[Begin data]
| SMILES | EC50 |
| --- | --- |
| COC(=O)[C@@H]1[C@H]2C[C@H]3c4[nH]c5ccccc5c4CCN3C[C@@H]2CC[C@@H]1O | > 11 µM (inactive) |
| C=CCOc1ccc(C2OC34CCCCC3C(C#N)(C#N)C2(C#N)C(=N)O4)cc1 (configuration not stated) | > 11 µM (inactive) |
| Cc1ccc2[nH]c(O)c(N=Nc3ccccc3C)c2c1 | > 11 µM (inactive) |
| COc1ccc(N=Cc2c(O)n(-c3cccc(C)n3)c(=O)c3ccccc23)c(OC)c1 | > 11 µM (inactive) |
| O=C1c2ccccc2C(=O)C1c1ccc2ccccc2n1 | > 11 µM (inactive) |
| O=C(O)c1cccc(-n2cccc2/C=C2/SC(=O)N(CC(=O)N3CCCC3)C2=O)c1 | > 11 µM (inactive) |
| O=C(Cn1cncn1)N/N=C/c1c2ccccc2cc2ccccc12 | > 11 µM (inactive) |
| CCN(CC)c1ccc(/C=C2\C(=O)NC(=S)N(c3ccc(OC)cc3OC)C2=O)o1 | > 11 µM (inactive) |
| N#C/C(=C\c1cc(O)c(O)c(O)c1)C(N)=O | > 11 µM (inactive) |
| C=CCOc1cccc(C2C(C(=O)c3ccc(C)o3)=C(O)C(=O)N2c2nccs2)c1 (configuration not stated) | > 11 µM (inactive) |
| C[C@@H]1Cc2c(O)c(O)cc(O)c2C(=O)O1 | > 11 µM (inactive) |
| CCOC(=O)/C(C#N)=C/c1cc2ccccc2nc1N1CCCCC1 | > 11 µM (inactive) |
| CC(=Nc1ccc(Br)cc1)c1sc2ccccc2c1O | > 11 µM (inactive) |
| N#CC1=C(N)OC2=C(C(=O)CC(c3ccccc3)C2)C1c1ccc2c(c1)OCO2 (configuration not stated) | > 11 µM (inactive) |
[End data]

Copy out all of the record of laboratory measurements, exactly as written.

| SMILES | EC50 |
| --- | --- |
| COC(=O)[C@@H]1[C@H]2C[C@H]3c4[nH]c5ccccc5c4CCN3C[C@@H]2CC[C@@H]1O | > 11 µM (inactive) |
| C=CCOc1ccc(C2OC34CCCCC3C(C#N)(C#N)C2(C#N)C(=N)O4)cc1 (configuration not stated) | > 11 µM (inactive) |
| Cc1ccc2[nH]c(O)c(N=Nc3ccccc3C)c2c1 | > 11 µM (inactive) |
| COc1ccc(N=Cc2c(O)n(-c3cccc(C)n3)c(=O)c3ccccc23)c(OC)c1 | > 11 µM (inactive) |
| O=C1c2ccccc2C(=O)C1c1ccc2ccccc2n1 | > 11 µM (inactive) |
| O=C(O)c1cccc(-n2cccc2/C=C2/SC(=O)N(CC(=O)N3CCCC3)C2=O)c1 | > 11 µM (inactive) |
| O=C(Cn1cncn1)N/N=C/c1c2ccccc2cc2ccccc12 | > 11 µM (inactive) |
| CCN(CC)c1ccc(/C=C2\C(=O)NC(=S)N(c3ccc(OC)cc3OC)C2=O)o1 | > 11 µM (inactive) |
| N#C/C(=C\c1cc(O)c(O)c(O)c1)C(N)=O | > 11 µM (inactive) |
| C=CCOc1cccc(C2C(C(=O)c3ccc(C)o3)=C(O)C(=O)N2c2nccs2)c1 (configuration not stated) | > 11 µM (inactive) |
| C[C@@H]1Cc2c(O)c(O)cc(O)c2C(=O)O1 | > 11 µM (inactive) |
| CCOC(=O)/C(C#N)=C/c1cc2ccccc2nc1N1CCCCC1 | > 11 µM (inactive) |
| CC(=Nc1ccc(Br)cc1)c1sc2ccccc2c1O | > 11 µM (inactive) |
| N#CC1=C(N)OC2=C(C(=O)CC(c3ccccc3)C2)C1c1ccc2c(c1)OCO2 (configuration not stated) | > 11 µM (inactive) |